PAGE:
After seeing the movie poster and watching a trailer, I had reasonable expectations for Blacklight.
Throughout the 90s and 2000s, Liam Neeson built himself a solid reputation in Hollywood with films like Schindler’s List and Silence in dramatic roles and then branching out to major action films such as Batman Begins. At that stage, anything with his name on it almost guaranteed money well spent at the cinema. So beloved was Liam Neeson and any character he portrayed, he received plenty of recognition within pop culture. One of the more well-known tributes includes a recurring skit from Key and Peele, where two valets proclaim their love “Liam Neesons.”
However successful the first Taken film was, it was clear that by the 3rd film, the trope had worn thin. Be that as it may, we’re now eight years on and everyone still wants to cast Neeson in the ‘former spy’ role. That’s not too different here with Blacklight.
In Blacklight, Neeson plays the role of Travis Block, an FBI operative – an off the books agent so to speak – coming to terms with his sordid past. As he’s nearing the end of his tether, he seeks out a more peaceful life and spends more time with his granddaughter. Unfortunately, for him, things quickly unravel when he discovers a plot targeting U.S. citizens. As he attempts to bring in one of the agents involved in the plot, who is attempting to release the story to a reporter, Mira Jones (Emmy Raver-Lampman), things don’t go to plan. Having been taken under the Block’s wing, he attempts to uncover the truth. As result, Block finds himself in the crosshairs of the FBI director, Gabriel Robinson (Aidan Quinn), a close friend, he once helped protect.
As an overall plot point, it’s not half bad. The characters introduced, how they are connected and how it drives their motivations all make sense. However, on the story front, it’s fairly thin. There are not a lot of surprises that transpires in the film. What’s even more interesting is that while some plots can be seen a mile away, others are foreshadowed as well. I was surprised that the film was categorised as a thriller, as there was not much to be had in this regard. An action movie, yes. But thriller? Not so much.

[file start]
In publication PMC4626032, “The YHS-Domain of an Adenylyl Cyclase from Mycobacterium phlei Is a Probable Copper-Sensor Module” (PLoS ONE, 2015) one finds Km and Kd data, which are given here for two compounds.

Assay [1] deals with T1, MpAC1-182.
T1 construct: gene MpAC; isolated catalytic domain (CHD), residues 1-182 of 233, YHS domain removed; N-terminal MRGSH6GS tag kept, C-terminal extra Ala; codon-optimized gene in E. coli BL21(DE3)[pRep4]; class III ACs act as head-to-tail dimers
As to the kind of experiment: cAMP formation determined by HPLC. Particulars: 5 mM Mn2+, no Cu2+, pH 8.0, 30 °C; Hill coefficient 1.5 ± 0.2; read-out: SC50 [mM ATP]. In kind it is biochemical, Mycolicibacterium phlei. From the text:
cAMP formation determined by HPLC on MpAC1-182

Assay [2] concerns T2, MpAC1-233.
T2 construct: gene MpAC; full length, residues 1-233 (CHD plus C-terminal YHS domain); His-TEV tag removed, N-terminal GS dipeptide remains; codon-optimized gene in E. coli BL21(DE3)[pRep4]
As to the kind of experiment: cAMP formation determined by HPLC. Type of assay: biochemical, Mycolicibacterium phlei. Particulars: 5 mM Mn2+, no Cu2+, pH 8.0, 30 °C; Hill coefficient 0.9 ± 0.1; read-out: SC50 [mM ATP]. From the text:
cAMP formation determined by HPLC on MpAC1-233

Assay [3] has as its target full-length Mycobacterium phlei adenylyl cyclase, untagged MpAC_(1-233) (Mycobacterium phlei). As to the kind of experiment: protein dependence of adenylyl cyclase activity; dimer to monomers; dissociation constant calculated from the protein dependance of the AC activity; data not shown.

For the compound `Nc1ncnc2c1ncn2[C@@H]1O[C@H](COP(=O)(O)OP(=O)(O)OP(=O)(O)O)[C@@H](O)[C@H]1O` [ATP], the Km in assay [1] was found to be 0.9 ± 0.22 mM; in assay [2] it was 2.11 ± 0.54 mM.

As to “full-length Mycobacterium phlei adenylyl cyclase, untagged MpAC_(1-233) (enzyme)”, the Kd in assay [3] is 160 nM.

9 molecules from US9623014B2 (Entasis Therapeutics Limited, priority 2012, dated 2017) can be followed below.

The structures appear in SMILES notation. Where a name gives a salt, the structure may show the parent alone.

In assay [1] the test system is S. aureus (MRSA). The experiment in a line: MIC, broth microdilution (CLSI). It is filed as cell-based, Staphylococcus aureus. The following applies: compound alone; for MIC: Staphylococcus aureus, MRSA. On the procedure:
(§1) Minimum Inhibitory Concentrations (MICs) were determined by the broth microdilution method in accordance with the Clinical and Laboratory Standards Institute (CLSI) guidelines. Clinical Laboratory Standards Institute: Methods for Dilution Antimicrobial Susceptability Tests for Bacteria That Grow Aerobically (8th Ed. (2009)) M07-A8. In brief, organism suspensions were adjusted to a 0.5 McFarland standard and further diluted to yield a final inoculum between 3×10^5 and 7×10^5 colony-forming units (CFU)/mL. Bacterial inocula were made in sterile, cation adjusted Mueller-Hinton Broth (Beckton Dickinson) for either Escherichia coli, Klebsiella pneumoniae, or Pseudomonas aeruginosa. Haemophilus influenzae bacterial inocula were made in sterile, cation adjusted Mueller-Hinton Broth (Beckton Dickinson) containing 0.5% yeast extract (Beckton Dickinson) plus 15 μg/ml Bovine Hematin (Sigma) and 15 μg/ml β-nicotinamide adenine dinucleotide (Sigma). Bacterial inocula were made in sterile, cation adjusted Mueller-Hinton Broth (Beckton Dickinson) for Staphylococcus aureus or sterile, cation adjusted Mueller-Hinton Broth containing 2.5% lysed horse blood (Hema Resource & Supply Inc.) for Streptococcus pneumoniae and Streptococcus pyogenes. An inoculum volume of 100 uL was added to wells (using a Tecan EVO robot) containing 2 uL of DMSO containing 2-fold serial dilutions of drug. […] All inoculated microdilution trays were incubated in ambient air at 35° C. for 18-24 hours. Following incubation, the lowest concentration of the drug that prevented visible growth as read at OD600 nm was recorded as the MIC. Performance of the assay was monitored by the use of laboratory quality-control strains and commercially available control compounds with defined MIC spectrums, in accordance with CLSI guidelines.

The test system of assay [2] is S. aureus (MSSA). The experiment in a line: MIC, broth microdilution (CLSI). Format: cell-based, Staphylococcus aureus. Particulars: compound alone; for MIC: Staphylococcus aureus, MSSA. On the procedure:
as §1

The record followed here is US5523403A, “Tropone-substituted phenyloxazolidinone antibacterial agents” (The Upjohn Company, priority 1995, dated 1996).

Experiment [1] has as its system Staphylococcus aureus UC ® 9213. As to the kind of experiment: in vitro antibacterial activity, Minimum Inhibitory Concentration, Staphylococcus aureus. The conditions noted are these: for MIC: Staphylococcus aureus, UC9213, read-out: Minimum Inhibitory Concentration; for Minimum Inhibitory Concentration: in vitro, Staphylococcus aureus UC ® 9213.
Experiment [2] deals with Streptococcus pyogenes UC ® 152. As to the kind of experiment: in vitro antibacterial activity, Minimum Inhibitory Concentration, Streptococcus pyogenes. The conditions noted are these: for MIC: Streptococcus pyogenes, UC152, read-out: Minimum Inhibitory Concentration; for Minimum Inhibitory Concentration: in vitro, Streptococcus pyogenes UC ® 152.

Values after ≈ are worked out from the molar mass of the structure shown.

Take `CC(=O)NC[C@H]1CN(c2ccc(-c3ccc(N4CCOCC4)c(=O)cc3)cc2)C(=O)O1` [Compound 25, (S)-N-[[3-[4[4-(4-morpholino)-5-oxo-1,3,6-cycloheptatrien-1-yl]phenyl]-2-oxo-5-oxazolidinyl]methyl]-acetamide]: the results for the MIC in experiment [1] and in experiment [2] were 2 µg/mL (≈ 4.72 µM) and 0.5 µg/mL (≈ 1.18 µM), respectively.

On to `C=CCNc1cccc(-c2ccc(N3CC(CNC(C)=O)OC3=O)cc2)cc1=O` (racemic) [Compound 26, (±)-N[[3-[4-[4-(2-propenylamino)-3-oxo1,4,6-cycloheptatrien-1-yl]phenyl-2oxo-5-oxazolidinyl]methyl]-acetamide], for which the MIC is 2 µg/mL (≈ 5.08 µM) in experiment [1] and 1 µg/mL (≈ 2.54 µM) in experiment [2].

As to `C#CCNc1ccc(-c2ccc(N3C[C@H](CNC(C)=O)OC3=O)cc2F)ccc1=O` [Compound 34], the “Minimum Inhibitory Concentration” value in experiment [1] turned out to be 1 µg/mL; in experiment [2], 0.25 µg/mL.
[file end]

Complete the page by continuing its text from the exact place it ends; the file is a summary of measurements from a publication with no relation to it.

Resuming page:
That being said, there isn’t an awful lot of action in Blacklight either. The opening act reveals Block as the go-to guy in a highly volatile situation. Called in to rescue an agent deep undercover, we get to see how his cool temperament is used to save other FBI agents’ lives. There’s a sprinkling of explosions and some gunfire and we’re on to the next scene. This is a reoccurrence throughout the film.
Perhaps, Liam Neeson’s age is finally showing. It is very evident that Neeson’s 69yo self is catching up to him when it comes to all things action. He does, however, manage to pull off the close combat fights as well as any gun action scattered throughout the film. He looks less believable as being active in the field, although his role is to extract and rehabilitate rather than run headfirst into any battles.
While many would’ve written off Blacklight before it even started, I still held out hopes for a suspenseful two-hour unwind in the theatre. Although the larger picture was predictable, my mind didn’t wander too far off, as it was still quite engaging.
At the end of the day, Blacklight is still a relatively fun experience, even with all its shortfalls – much like Uncharted. And, to be honest, I’d rather watch the film 10 more times than any of the Fast and Furious films.
While there is still a large debate on release schedules between cinema and home theatre, Blacklight will probably be well-received once it reaches a streaming service after its theatrical run. Still, if this is your cup of tea, I’ll encourage you to see it this opening weekend.
We've seen him do these movies a few times now already. That said, Liam Neeson fans will enjoy it!